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Ports vs. compensators

8145 Views 8 Replies 7 Participants Last post by  38 Super Combat Commander
Would one of you kind gentlemen explain the difference to me between ports and compensators?

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In most basic terms, porting refers to "holes" that are machined into the top of the barrel to allow gases to vent upwards.

Compensators are external devices fitted to the muzzle to accomplish the same thing.
Just to elaborate, modern compensators have expansion chambers which allow the gases to expand before their pressure is redirected out the various ports.

Glock "C" models, Magnaporting, Hybrid barrels, all represent different variations on barrel porting -- holes, slots, or other openings cut directly into the barrel without the benefit of added chambers to affect gas flow.

In general, with high pressure rounds like the .38 Super and derivatives, compensators are much more effective than straight out porting because of the gas volume available. There's a lot of new IPSC guns out with both Hybrid porting and multiport comps. I'm curious to see if they are cool or not. Comps on 1911's also soften recoil because of the weight added to the barrel.
Is one more appropriate for certain applications than the other? For instance in which case would you use one versus the other? Is porting better because it doesn't lengthen the barrel for carry, and are compensators better for intermittent use because you can remove them? I've heard the rationale behind no ports for carry and muzzle flash, but I've also seen here on this forum you talking about carrying ported once in awhile.


As Hilton described very well above, a comp works well with most high velocity/high pressure rounds. The comp allows the gas to expand in the comp and is directed accordingly. A non-comp barrel that has slots in it will not realize the same effect, as there is no room for the gas to expand and is simply directed out of the barrel with significantly less effectiveness. Not to say that ported barrels don't help - they do - but a compensator fine tunes the expanding gases for maximum recoil reduction.

As for carry, I personally don't recommend ported barrels for carry, mainly due to the chance that you may have to fire your gun from a retention/protection stance with the gun tucked in close to your abdomen. I wouldn't imagine that you would like the feel of those escaping gases on your belly button. You may also need to fire your weapon from a less than ideal position or grip, and there is a chance that the gases and lead/copper bullet residue will be directed towards your face and eyes.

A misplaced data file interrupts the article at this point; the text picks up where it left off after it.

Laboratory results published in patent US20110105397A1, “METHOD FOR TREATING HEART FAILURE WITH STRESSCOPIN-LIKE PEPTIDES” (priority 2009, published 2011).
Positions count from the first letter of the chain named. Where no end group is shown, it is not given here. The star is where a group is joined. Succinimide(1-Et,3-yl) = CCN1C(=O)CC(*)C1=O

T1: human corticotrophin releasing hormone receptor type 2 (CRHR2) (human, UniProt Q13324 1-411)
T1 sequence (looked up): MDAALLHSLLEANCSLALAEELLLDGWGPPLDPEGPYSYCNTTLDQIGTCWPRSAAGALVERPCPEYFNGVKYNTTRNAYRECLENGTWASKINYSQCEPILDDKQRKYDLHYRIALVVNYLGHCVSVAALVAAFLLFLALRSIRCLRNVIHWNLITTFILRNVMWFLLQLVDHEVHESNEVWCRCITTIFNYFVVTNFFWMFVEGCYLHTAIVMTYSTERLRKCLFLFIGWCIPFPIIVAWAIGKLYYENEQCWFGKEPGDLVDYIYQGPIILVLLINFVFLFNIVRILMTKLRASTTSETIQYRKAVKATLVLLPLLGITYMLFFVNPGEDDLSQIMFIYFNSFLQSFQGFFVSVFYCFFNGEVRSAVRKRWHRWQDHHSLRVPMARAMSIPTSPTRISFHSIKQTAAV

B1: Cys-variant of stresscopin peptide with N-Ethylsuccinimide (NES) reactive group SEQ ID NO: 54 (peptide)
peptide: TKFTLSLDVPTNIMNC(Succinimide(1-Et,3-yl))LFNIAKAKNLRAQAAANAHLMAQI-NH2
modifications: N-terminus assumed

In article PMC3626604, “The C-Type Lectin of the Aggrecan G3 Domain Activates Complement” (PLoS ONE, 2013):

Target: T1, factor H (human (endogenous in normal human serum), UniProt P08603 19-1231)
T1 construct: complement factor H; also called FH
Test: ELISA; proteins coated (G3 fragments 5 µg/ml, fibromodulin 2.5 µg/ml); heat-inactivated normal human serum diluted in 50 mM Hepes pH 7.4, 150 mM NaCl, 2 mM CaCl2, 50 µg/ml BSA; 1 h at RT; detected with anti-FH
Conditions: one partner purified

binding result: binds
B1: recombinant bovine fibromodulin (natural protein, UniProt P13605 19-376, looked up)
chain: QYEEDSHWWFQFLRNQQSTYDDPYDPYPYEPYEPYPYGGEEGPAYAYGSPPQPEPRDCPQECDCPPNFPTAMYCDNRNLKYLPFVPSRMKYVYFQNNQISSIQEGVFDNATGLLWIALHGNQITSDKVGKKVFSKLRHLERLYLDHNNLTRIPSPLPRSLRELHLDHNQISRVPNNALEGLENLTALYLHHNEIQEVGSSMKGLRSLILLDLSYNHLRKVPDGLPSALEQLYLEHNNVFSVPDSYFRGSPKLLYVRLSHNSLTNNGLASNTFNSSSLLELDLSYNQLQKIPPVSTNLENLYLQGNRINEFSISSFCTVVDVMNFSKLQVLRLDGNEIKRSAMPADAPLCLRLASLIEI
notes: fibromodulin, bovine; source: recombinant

Comp'd guns wouldn't be much better in this regard either, plus the added length doesn't help with concealed carry.

Comps and ports are for game guns only IMHO.
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Here is an example of a compensator on a short slide..makes the gun same length as 5-inch gun..

EGW carry comp

Compensator and porting work very well...downside is guns need to be tuned a little more for reliability, they throw things out of the ports and they are expensive. They also tend to be loud and bleed velocity off. Pluses are they don't recoil as much, easier for those with arthritis or tendinitis, follow up shots are easier and quicker. I don't find muzzle flash that much of a problem as it tends to flash about 2 feet above the gun and you don't see it. Or at least with my loads I don't.

Would I build one up for carry?? YUP..Would I train differently with it? YUP. anyway I think they are cool, they are not for everyone and that is fine.

<font size=-1>[ This Message was edited by: eerw on 2001-10-27 02:02 ]</font>
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The Hybrid-Comp "porting" is very effective and noticeably reduces muzzle rise. Well designed compensators do so as well. Additionally, there is a slight reduction of felt recoil with a compensator. Part of it is due to the fact that the pistol has an extra hunk of metal on its snoot...more weight equals less recoil. However, I do think that the gases impacting the face plate and, if present, the baffles of the compensator actually pulls the pistol forward slightly, counteracting a portion of the recoil. This additional recoil reduction isn't present with ports.

As others have pointed out, a defensive pistol might need to be fired from a close-in retention position. It is easy to injure oneself when so doing with a ported or comped pistol. They are not the best choice for defensive use.

With a system like Mag-na-port you can have the slide and barrel ported and then have another barrel for it that is not ported.

My g-23 is set up this way and the only thing that I would do different is have one barrel that had conventional rifling for the times when shooting lead. Mike
My friend has a Glock with factory porting and it always seems to fog up my shooting glasses when I fire it.
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